Chicago gun ban unconstitutional: high court

The Supreme Court of the United States has ruled a 28-year ban on handguns in the city of Chicago to be unconstitutional.

The Supreme Court of the United States has ruled a 28-year ban on handguns in the city of Chicago to be unconstitutional, advancing a recent trend by the conservative-led bench to embrace gun rights.

In a 5-4 vote, the justices signalled, however, that less severe restrictions could survive legal challenges.

Writing for the majority, Justice Samuel Alito said the U.S. Constitution's Second Amendment, which provides Americans the right to keep and bear arms, "applies equally to the federal government and the states."

"Individual self-defence is the 'central component' of the Second Amendment right," Alito wrote, adding handguns, as the most preferred firearm for home use, must be permitted.

"The right to keep and bear arms must be regarded as a substantive guarantee, not a prohibition that could be ignored so long as the states legislated in an evenhanded manner," he wrote.

The court was split along familiar ideological lines, with five conservative-moderate justices, including Chief Justice John Roberts, in favour of gun rights and four liberals opposed.

In 2008, the court struck down a District of Columbia law that banned the possession of handguns in the home, ruling that the Second Amendment "protects the right to keep and bear arms for the purpose of self-defence."

In that ruling, Scalia said nothing should "cast doubt on long-standing prohibitions on the possession of firearms by felons or the mentally ill, or laws forbidding the carrying of firearms in sensitive places such as schools and government buildings."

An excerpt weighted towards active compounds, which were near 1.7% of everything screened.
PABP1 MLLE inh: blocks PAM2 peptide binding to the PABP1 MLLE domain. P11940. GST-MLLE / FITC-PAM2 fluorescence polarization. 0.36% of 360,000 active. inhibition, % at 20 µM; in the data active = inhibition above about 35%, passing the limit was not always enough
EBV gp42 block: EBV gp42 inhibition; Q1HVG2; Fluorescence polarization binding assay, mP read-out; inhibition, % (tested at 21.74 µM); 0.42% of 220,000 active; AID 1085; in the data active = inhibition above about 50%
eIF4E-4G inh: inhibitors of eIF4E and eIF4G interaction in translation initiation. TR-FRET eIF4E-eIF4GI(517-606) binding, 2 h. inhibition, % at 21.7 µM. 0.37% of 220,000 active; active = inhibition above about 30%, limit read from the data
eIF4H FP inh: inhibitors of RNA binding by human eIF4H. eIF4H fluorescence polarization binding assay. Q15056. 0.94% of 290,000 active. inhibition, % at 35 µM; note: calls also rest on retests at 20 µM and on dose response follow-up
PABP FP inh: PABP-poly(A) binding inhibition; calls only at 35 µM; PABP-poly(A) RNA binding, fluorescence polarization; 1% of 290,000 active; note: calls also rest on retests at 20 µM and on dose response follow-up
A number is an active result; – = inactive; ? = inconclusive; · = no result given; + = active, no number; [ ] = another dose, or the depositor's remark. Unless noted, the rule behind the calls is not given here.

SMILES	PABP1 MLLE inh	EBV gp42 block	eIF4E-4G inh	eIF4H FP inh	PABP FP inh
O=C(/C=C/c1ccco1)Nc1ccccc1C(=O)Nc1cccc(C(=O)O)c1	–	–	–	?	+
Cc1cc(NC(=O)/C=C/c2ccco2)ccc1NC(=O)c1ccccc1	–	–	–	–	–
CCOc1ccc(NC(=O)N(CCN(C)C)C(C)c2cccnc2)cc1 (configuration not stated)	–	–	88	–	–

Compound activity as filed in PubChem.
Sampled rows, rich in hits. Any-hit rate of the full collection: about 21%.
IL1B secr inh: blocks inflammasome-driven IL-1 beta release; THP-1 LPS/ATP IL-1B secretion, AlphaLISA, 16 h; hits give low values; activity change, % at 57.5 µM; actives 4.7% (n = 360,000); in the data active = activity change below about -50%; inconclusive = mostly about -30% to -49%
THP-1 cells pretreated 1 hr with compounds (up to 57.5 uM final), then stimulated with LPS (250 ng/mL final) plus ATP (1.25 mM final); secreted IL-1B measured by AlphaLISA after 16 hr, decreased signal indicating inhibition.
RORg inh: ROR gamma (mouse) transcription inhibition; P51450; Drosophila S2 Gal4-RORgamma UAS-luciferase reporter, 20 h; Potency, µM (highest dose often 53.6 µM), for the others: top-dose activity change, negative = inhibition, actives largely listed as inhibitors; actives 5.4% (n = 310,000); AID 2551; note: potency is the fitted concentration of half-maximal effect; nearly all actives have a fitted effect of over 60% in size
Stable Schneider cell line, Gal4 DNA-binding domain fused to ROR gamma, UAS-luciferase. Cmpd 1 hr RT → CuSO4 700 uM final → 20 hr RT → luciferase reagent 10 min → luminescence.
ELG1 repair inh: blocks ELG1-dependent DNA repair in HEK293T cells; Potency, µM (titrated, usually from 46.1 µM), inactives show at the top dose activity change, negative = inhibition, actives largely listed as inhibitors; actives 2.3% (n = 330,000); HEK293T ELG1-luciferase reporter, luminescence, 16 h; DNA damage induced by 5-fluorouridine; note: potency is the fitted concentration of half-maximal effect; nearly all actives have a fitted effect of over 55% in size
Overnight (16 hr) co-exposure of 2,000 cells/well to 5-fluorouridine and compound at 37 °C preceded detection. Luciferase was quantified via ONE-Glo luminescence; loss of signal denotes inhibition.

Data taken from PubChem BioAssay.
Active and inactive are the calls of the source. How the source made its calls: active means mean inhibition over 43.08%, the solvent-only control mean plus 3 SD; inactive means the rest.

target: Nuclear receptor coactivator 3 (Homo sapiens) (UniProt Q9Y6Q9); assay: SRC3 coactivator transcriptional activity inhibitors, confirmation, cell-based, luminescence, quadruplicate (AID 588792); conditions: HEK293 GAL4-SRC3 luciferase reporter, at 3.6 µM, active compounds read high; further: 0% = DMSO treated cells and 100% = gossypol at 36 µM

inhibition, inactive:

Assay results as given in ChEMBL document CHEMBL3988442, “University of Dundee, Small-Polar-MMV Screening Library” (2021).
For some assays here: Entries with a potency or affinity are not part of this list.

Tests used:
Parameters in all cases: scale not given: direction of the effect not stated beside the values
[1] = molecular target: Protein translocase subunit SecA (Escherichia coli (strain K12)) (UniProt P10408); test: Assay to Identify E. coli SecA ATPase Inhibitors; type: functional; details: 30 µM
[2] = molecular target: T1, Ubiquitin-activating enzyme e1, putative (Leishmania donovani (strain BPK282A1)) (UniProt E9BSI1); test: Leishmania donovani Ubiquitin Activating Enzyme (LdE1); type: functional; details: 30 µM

But gun rights proponents almost immediately filed a federal lawsuit challenging gun control laws in Chicago and its suburb of Oak Park, Ill., where handguns have been banned for nearly 30 years. Lower federal courts upheld the two laws, noting that judges on those benches were bound by Supreme Court precedent and that it would be up to the high court justices to ultimately rule on the true reach of the Second Amendment.

Monday's decision did not explicitly strike down the Chicago area laws, ordering a federal appeals court to reconsider its ruling. But it left little doubt that they would eventually fall.

Still, Alito noted that the declaration that the Second Amendment is fully binding on states and cities "limits, but by no means eliminates, their ability to devise solutions to social problems that suit local needs and values."

With files from The Associated Press